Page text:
Statuesque, smart Canadian-born Alexis Smith, with her blue/green eyes and a seductively husky voice, lent a touch of class to her leading ladies of the 1940s and 1950s.
After her family moved to California, Alexis grew into a precocious talent and performed ballet in public by the age of thirteen — dancing to ‘Carmen’ at the Hollywood Bowl. She later graduated with a degree in drama from Los Angeles City College having previously won an acting contest whilst still in high school. During a performance of a play on campus she was spotted by a Warner Brothers talent scout and signed to a contract in 1941. Until the early 1950s she was paired with the top male stars in Hollywood, including Clark Gable, Humphrey Bogart, William Holden and Bing Crosby. While often simply decorative (as, for example, in Of Human Bondage (1946) and Stallion Road (1947)), stylishly attired by costume designers like Milo Anderson and Helen Rose in the most glamorous gowns, Alexis also proved to be a capable and spirited actress in spite of relatively few opportunities to break out of the mold of “the other woman”.
Early on in her screen career the studio’s publicity department touted Alexis — much to her chagrin — as the “Dynamite Girl”. While she claimed in later years to have typecast herself (saying that few of her assigned roles ever challenged her on any level) Alexis nonetheless enjoyed good critical reviews for many of her performances. She was also popular with directors and film crews who appreciated her relaxed, professional manner on the set. Commencing her Hollywood tenure, she was cast in two films with Errol Flynn (she would make a total of four films with him): Dive Bomber (1941) and the boxing drama Gentleman Jim (1942). Though decidedly second fiddle to both the action and the charismatic Flynn, Alexis made a good first impression as the fetching romantic interest. Her next performance, in The Constant Nymph (1943) opposite Charles Boyer, was described by a reviewer as an “intelligent rendition”. Her biggest hit of the mid-1940s was as Cole Porter’s wife in the inaccurate–but hugely successful–biopic Night and Day (1946). She also appeared in two “noir” films with Humphrey Bogart at his most menacing: the interesting and underrated Conflict (1945) and the excellent The Two Mrs. Carrolls (1947). As Clark Gable’s wife in the gambling drama Any Number Can Play (1949) she was critically lauded as “genuinely appealing”. In between, there were also some conspicuous failures, in particular her rather stolid performance in the period drama The Woman in White (1948). She had little to do in Here Comes the Groom (1951) and The Turning Point (1952) and her best part in the 1950s, though small, was that of Carol Wharton in The Young Philadelphians (1959).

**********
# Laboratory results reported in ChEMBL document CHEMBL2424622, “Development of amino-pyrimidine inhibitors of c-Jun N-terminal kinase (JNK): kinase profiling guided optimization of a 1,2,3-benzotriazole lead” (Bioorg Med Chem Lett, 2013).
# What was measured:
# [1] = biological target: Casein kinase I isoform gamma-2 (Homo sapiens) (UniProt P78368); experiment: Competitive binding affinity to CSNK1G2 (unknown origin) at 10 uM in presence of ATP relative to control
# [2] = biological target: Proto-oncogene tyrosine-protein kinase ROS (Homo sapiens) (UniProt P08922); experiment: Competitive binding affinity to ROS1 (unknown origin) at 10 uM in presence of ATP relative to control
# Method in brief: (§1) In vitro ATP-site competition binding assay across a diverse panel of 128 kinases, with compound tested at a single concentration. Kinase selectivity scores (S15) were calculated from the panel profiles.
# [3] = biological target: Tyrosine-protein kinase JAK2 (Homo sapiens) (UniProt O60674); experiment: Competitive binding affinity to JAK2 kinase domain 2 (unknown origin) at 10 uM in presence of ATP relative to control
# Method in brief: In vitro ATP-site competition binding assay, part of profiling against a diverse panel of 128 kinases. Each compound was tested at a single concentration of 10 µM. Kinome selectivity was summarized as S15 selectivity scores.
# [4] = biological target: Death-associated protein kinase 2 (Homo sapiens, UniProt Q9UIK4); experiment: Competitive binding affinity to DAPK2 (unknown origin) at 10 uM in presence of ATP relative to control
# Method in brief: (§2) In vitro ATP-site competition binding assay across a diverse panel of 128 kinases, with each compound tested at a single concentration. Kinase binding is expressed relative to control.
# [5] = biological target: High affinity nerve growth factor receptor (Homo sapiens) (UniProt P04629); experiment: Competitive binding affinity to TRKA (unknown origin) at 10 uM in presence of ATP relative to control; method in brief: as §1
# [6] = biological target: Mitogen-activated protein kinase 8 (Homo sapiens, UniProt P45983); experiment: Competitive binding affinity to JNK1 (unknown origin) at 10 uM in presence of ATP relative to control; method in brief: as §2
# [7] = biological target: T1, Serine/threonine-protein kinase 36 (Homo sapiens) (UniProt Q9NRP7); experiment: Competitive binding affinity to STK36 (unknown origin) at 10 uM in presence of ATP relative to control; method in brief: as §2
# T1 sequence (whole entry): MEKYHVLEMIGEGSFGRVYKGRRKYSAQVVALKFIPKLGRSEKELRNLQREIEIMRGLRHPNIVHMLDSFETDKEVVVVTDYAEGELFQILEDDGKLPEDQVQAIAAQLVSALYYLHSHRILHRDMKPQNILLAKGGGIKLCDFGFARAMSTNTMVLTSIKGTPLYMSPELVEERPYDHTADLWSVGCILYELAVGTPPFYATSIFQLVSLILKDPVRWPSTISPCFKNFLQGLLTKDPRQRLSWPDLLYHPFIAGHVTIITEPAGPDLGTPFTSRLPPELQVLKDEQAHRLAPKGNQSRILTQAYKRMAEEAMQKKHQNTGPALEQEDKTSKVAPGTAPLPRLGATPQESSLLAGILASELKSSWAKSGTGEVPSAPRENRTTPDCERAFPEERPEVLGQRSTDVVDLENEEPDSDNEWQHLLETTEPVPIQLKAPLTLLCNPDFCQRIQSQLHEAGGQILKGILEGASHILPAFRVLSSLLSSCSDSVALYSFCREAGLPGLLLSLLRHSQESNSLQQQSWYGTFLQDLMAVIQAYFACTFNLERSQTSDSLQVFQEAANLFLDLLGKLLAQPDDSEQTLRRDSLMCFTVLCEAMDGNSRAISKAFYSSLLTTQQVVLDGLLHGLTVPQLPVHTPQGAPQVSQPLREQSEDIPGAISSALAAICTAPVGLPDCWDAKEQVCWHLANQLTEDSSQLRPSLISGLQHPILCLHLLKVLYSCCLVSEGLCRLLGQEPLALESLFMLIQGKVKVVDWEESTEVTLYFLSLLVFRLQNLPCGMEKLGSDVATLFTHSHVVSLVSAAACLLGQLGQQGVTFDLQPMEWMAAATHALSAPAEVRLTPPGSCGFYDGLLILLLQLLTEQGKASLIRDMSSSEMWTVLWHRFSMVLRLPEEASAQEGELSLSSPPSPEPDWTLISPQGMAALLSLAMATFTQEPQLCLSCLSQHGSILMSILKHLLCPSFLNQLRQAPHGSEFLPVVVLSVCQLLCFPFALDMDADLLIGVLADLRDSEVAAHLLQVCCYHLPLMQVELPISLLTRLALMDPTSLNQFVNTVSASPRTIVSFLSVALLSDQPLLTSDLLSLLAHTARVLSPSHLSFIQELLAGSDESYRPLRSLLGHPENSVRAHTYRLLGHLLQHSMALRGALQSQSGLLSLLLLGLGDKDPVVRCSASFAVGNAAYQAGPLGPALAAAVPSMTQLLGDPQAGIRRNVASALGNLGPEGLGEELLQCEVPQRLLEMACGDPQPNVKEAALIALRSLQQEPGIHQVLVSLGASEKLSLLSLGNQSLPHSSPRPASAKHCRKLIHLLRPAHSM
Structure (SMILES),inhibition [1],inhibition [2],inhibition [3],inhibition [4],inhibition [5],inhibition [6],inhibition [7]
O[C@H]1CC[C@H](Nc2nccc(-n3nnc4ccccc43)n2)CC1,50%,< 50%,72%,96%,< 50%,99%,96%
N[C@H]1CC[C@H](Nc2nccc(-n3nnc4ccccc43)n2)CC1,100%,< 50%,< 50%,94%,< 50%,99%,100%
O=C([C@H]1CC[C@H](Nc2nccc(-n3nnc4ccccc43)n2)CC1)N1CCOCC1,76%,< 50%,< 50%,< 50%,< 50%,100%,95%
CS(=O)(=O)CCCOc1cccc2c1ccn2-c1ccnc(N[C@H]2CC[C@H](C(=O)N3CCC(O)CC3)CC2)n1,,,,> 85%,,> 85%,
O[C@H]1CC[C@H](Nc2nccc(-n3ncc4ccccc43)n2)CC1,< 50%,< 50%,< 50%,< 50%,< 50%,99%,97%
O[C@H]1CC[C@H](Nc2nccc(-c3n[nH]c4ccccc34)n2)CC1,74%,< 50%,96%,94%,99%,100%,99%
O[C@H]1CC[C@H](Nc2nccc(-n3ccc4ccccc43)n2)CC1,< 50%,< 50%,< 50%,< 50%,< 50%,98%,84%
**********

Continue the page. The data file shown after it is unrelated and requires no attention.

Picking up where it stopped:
During the 1960s, Alexis took a sabbatical from the screen to appear on stage with her husband, actor Craig Stevens (her marriage, a rare Hollywood success, lasted 49 years) in “Critic’s Choice”, “Cactus Flower” and “Mary, Mary”. She reserved her best acting for the stage, becoming the Tony Award-winning star of Stephen Sondheim’s musical “Follies” in which she played Phyllis during the 1971 run on Broadway (which landed her on the cover of the May 3 issue of ‘Time’ Magazine) and at the Shubert Theatre in Los Angeles in 1972. In 1973, she played Sylvia Fowler in a revival of Clare Boothe Luce’s “The Women” and was nominated for another Tony for her leading role of Lila Halliday in “Platinum” in 1979.
Alexis was seen infrequently on television from the mid-’50s, sometimes appearing on the same show opposite her husband. She had a recurring role as the homicidal Lady Jessica Montfort in Dallas (1978) during the 1984 and 1990 seasons and was nominated for an Emmy for a guest-starring role on Cheers (1982). It was fitting, or perhaps ironic, that her last film role in The Age of Innocence (1993) was as a New York socialite, the kind of stereotypical persona she had portrayed so often in her heyday at Warners.
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